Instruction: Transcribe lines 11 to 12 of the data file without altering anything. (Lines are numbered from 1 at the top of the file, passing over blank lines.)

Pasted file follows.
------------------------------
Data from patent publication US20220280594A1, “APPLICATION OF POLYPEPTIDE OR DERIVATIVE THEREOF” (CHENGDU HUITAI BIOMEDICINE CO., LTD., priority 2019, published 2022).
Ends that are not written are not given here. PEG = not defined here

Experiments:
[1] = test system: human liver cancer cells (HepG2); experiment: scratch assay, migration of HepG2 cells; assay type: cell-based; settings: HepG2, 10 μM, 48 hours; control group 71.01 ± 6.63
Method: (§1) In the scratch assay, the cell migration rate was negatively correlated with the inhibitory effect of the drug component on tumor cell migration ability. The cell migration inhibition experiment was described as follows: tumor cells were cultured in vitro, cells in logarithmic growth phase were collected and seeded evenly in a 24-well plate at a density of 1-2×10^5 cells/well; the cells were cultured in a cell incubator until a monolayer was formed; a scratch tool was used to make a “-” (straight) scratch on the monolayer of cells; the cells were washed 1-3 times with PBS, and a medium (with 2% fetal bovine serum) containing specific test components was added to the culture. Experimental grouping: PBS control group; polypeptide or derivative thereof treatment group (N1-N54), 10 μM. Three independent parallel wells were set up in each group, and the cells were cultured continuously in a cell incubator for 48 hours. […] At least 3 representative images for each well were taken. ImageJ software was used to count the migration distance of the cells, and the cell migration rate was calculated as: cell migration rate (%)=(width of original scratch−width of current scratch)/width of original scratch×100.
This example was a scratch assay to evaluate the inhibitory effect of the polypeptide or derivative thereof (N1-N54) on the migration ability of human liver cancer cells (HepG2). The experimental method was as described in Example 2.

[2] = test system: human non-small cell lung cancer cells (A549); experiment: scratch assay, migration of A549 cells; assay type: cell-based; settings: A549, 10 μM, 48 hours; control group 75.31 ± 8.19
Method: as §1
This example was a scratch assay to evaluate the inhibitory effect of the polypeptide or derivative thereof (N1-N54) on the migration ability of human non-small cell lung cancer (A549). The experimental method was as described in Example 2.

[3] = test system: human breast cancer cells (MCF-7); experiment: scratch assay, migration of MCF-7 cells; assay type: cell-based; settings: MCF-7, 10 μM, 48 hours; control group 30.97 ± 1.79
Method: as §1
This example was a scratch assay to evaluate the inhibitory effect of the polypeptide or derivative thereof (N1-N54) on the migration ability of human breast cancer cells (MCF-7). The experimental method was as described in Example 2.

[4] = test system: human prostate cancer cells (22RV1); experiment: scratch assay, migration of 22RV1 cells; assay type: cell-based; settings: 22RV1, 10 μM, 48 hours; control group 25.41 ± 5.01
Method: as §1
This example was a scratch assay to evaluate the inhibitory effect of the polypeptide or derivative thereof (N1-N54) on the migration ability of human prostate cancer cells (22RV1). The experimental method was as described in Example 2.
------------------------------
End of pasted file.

Method: as §1
This example was a scratch assay to evaluate the inhibitory effect of the polypeptide or derivative thereof (N1-N54) on the migration ability of human breast cancer cells (MCF-7). The experimental method was as described in Example 2.